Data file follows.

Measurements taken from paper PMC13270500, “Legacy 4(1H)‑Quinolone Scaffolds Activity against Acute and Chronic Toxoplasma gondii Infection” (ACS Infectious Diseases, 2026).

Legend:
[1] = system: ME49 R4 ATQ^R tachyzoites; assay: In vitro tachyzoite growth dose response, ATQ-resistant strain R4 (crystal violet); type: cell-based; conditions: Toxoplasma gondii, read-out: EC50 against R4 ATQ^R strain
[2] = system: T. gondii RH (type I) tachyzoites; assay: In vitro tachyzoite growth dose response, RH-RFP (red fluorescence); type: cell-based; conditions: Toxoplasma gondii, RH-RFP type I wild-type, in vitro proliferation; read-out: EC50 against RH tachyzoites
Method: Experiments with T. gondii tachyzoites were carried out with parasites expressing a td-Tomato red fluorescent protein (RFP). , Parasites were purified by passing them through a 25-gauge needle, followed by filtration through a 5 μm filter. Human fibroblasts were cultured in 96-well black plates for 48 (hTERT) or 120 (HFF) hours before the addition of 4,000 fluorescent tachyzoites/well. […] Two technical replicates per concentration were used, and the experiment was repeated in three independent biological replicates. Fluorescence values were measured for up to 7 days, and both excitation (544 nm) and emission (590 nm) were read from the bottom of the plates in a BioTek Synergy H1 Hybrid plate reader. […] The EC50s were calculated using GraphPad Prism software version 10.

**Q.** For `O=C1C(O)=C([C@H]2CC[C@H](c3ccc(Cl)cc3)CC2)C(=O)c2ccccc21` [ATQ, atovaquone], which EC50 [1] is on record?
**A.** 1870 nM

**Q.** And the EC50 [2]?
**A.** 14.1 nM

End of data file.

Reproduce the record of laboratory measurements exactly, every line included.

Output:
Measurements taken from paper PMC13270500, “Legacy 4(1H)‑Quinolone Scaffolds Activity against Acute and Chronic Toxoplasma gondii Infection” (ACS Infectious Diseases, 2026).

Legend:
[1] = system: ME49 R4 ATQ^R tachyzoites; assay: In vitro tachyzoite growth dose response, ATQ-resistant strain R4 (crystal violet); type: cell-based; conditions: Toxoplasma gondii, read-out: EC50 against R4 ATQ^R strain
[2] = system: T. gondii RH (type I) tachyzoites; assay: In vitro tachyzoite growth dose response, RH-RFP (red fluorescence); type: cell-based; conditions: Toxoplasma gondii, RH-RFP type I wild-type, in vitro proliferation; read-out: EC50 against RH tachyzoites
Method: Experiments with T. gondii tachyzoites were carried out with parasites expressing a td-Tomato red fluorescent protein (RFP). , Parasites were purified by passing them through a 25-gauge needle, followed by filtration through a 5 μm filter. Human fibroblasts were cultured in 96-well black plates for 48 (hTERT) or 120 (HFF) hours before the addition of 4,000 fluorescent tachyzoites/well. […] Two technical replicates per concentration were used, and the experiment was repeated in three independent biological replicates. Fluorescence values were measured for up to 7 days, and both excitation (544 nm) and emission (590 nm) were read from the bottom of the plates in a BioTek Synergy H1 Hybrid plate reader. […] The EC50s were calculated using GraphPad Prism software version 10.

**Q.** For `O=C1C(O)=C([C@H]2CC[C@H](c3ccc(Cl)cc3)CC2)C(=O)c2ccccc21` [ATQ, atovaquone], which EC50 [1] is on record?
**A.** 1870 nM

**Q.** And the EC50 [2]?
**A.** 14.1 nM